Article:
Cheating scandal roils University

Here is the email that went out to the students of the CS 121 class

This e-mail contains an important announcement that is being sent to everyone who is registered for CMSC 12100. Please read it carefully from beginning to end.

Towards the end of the quarter, the CS 121 instructors conduct a final review of all the coursework to identify possible cases of cheating. This final review often uncovers two or three cases each year, but this year we were shocked and dismayed to find that a large number of students in the class have not complied with our Academic Honesty Policy, including multiple cases of students who have shared code, copied code off each other or the internet, or collaborated in some other way that defies our Academic Honesty Policy.

In all our years at the University of Chicago, we have never encountered cheating at this scale, and we are extremely disappointed to find that so many of you would choose to conduct yourselves so dishonorably. Faced with the prospect of having to fail such a large number of students, we have consulted with the Office of College Community Standards (OCCS) on how to proceed, and have decided to offer lesser penalties to students who accept responsibility for certain offenses, under a set of terms we describe below.

Students who do not accept responsibility, and who have been identified as having cheated, will be referred to OCCS with a recommendation that the student receive an F in the class. OCCS may impose further penalties, which the CMSC 12100 instructors will not object to.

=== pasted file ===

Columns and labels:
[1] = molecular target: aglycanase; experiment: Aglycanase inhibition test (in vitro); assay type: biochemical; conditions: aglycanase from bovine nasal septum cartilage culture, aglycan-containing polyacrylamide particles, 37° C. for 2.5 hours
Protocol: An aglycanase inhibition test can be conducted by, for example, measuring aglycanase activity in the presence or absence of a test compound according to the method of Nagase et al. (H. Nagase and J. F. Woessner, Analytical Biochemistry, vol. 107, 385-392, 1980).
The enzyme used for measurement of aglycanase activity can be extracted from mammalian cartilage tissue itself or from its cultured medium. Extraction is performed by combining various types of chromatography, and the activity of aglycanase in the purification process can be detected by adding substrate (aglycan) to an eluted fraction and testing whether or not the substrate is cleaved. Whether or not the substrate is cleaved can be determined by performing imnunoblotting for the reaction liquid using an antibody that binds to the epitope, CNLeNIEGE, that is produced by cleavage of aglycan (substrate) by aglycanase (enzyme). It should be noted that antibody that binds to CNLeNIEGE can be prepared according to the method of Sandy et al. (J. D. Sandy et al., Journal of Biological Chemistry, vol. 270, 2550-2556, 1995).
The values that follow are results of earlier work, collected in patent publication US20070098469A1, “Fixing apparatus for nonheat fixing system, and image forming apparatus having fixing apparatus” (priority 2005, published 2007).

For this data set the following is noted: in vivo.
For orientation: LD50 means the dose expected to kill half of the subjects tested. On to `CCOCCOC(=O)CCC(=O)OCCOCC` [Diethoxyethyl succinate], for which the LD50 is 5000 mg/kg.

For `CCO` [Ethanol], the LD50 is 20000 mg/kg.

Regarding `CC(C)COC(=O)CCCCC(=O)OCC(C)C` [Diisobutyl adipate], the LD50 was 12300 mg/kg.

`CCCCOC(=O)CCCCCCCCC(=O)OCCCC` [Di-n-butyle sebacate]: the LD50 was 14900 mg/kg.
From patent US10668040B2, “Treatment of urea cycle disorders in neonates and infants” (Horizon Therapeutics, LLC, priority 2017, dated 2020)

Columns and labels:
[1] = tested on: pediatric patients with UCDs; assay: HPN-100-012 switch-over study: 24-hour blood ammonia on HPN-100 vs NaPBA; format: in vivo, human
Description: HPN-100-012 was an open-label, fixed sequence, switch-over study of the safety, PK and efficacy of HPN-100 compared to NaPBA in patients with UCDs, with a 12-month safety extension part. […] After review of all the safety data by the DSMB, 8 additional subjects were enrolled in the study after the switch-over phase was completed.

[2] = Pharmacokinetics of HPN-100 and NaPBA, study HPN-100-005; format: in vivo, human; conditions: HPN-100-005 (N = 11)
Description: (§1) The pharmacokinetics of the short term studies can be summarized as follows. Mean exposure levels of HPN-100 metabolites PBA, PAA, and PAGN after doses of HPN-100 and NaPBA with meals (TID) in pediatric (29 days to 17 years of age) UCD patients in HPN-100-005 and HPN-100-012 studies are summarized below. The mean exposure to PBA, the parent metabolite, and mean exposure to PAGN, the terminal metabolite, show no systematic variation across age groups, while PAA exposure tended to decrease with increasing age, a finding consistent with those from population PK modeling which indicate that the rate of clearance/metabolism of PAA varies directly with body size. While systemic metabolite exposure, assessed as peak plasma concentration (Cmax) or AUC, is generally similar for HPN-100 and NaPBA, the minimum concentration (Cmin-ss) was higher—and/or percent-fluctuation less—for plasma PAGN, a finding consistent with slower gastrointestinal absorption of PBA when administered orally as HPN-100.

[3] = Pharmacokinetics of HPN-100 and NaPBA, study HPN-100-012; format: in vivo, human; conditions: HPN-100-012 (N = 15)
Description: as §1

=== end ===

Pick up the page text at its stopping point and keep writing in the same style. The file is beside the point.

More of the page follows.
You should come forward if any of the following applies to you:

You knowingly shared your code with another student, even if you did not intend for that code to be used or copied (except as allowed in the two pair assignments, PA #2 and PA #4). In this context, “share” should be interpreted broadly: it includes not just sending your entire code to someone else, but also showing your code to others, or working with another person on the same piece of code, even if you each then made individual alterations to it.

You knowingly used code that was shared with you, with or without any modifications, and regardless of whether the person who shared code with you is currently enrolled in CMSC 12100.

You discussed solutions with other students to the extent that your code would line up line-for-line (e.g., by “whiteboarding” code together)

If you come forward and accept responsibility for any of the above, you will, at most, be penalized with zero points in any coursework involving copied or shared code. While your case will still be referred to the College, the CMSC 12100 instructors will not argue for any further penalties, and OCCS will consider resolving your case administratively, without requiring a meeting, as long as you have no prior disciplinary history.

Please note that, if you do come forward, you will not be allowed to take the class Pass/Fail (even if you previously requested to do so) and will not be allowed to withdraw from the class.

To reiterate, if you do not come forward and accept responsibility, and we have already identified your work as problematic, you may have to go through a full disciplinary process with OCCS and could be subject to much harsher penalties in the course. Please note that, with a few limited exceptions, we have not reached out to students whose work has been identified as problematic. If you have copied or shared code, and have not heard from us about this, that does not mean you are in the clear.